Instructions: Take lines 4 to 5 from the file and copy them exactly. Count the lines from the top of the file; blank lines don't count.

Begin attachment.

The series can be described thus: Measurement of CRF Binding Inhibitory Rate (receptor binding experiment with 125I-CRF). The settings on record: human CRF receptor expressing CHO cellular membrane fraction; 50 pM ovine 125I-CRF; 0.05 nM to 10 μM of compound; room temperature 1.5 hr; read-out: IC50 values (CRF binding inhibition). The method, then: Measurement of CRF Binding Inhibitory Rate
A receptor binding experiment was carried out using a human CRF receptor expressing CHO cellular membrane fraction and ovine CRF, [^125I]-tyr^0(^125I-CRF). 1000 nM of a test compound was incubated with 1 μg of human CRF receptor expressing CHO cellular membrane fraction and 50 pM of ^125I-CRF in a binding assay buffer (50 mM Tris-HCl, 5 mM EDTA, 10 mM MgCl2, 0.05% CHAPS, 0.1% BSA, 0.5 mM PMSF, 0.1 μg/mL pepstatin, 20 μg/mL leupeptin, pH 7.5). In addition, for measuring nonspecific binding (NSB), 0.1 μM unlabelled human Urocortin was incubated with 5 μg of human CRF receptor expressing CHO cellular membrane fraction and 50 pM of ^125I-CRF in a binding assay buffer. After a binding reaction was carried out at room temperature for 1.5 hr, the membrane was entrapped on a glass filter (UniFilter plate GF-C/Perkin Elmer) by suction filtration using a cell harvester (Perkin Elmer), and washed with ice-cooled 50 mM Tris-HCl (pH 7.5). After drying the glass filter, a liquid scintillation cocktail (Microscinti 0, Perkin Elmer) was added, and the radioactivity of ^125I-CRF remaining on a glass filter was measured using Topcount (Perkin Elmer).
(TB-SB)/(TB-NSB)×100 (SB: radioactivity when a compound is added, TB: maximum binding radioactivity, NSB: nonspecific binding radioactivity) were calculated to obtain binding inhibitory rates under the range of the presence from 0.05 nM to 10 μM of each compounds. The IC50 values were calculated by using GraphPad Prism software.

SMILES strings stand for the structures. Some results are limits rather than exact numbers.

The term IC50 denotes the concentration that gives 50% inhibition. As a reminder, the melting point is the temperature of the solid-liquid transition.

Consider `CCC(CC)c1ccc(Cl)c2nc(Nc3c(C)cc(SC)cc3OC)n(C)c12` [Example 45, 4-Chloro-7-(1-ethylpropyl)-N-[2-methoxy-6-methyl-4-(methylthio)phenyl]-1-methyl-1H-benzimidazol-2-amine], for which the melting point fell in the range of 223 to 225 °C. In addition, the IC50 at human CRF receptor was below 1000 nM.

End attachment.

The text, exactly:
SMILES strings stand for the structures. Some results are limits rather than exact numbers.

The term IC50 denotes the concentration that gives 50% inhibition. As a reminder, the melting point is the temperature of the solid-liquid transition.